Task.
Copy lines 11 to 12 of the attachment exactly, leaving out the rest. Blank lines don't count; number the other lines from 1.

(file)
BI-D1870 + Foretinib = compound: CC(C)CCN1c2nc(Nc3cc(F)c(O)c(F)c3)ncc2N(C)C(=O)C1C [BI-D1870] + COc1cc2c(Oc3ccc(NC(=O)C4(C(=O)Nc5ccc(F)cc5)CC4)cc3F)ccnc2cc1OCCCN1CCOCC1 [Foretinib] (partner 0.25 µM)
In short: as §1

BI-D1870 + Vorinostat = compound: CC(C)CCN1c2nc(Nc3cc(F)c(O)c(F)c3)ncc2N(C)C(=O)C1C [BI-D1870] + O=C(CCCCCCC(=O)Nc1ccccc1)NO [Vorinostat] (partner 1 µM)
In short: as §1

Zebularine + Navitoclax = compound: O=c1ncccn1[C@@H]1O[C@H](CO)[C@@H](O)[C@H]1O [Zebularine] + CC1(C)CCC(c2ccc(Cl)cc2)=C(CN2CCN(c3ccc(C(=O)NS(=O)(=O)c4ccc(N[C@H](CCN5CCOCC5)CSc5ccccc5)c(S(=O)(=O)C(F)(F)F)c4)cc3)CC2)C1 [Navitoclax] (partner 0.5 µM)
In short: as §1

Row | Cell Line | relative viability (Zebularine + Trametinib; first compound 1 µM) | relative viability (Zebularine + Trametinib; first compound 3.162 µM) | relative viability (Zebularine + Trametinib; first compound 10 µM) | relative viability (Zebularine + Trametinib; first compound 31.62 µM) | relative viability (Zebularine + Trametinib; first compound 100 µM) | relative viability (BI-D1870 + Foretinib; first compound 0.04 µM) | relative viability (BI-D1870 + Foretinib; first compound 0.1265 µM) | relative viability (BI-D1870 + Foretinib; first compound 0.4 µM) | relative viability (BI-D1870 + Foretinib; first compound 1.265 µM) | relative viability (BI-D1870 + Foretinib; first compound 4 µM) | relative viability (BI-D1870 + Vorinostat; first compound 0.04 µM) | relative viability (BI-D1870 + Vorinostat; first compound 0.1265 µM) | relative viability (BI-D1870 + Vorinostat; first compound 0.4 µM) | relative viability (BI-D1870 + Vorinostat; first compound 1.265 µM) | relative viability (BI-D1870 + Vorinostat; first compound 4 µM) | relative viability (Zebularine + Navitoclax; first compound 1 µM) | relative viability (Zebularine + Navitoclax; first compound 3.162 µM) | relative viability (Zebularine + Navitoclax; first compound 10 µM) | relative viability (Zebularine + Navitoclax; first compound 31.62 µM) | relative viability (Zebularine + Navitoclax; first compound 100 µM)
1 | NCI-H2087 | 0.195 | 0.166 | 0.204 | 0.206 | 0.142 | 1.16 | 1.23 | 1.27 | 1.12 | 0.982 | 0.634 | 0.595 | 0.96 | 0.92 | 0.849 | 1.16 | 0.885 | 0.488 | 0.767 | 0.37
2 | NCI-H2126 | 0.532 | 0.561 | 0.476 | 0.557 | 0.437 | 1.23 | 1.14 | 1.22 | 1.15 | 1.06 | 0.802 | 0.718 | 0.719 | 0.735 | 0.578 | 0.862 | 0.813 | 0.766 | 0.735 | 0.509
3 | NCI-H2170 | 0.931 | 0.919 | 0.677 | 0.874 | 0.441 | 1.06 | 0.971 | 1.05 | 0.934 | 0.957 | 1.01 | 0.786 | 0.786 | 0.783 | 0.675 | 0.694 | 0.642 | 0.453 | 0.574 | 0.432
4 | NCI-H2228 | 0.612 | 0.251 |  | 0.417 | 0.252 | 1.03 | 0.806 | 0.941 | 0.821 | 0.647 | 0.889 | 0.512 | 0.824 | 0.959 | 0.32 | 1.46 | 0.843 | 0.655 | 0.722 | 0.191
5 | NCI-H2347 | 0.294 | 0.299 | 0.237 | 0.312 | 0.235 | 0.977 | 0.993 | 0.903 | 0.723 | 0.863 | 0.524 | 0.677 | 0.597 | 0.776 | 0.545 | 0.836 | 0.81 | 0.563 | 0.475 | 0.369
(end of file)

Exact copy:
4 | NCI-H2228 | 0.612 | 0.251 |  | 0.417 | 0.252 | 1.03 | 0.806 | 0.941 | 0.821 | 0.647 | 0.889 | 0.512 | 0.824 | 0.959 | 0.32 | 1.46 | 0.843 | 0.655 | 0.722 | 0.191
5 | NCI-H2347 | 0.294 | 0.299 | 0.237 | 0.312 | 0.235 | 0.977 | 0.993 | 0.903 | 0.723 | 0.863 | 0.524 | 0.677 | 0.597 | 0.776 | 0.545 | 0.836 | 0.81 | 0.563 | 0.475 | 0.369